Federal prosecutors have charged 15 Chinese citizens with conspiring to take college entrance exams on behalf of others and illegally obtaining student visas.
Details of the conspiracy
Prosecutors allege that between 2011 and 2015 the defendants conspired to defraud the Education Testing Service (ETS) and College Board by having imposters take exams such as the SAT and GRE.
SAT cheating comes stateside with apparent leak of May 2 exam
In an indictment unsealed Thursday, prosecutors named six students who paid as much as $6,000 to have a test taken on their behalf. An additional five Chinese citizens were named as test takers, while the roles of four additional people remained unclear. The charges include conspiracy, counterfeiting foreign passports, and wire fraud.
Han Tong, the lead defendant, flew to California to take the SAT for another person. John Kelleghan, the lead Homeland Security Investigations of Philadelphia agent on the case, said in a statement, "These students were not only cheating their way into the university, they were also cheating their way through our nation's immigration system."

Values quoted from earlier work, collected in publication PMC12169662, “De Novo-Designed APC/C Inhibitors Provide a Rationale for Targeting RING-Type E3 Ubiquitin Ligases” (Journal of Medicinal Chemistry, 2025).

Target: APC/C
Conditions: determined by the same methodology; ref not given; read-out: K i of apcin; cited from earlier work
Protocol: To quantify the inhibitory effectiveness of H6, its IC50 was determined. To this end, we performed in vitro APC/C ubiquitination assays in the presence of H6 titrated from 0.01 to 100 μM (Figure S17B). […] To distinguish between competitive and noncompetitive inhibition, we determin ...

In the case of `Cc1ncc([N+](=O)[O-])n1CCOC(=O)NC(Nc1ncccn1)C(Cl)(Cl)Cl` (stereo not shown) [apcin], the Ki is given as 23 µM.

Specifically, test-takers "impersonated others, and those others were able to use the fraudulent test scores to obtain F1 visas," says U.S. Attorney David Hickton. Students who wished to have another person take a test on their behalf used their passports to create fake documents with the imposter's face. Hickton says he believes the scheme extends beyond the 15 people charged Thursday.
The National Center for Fair and Open Testing, which opposes the misuse of standardized tests, argued the charges raise larger questions for the testing industry. "Since this scam worked with passports, it seems plausible that fake U.S. driver's licenses or other identification cards could also be used for registration," says Bob Schaeffer, the public education director for the organization.
Both ETS and College Board released statements saying they were cooperating with authorities and condemning the conspiracy. The investigation is "consistent with the College Board's commitment to identify and stop illegal activity that undermines the integrity of our exams and the hard work of students around the world," said Stacy Caldwell, a College Board vice president (Bidgood, New York Times, 5/28; Mandak, AP/ABC News, 5/28; CBS News, 5/28; AP/Wall Street Journal, 5/28).
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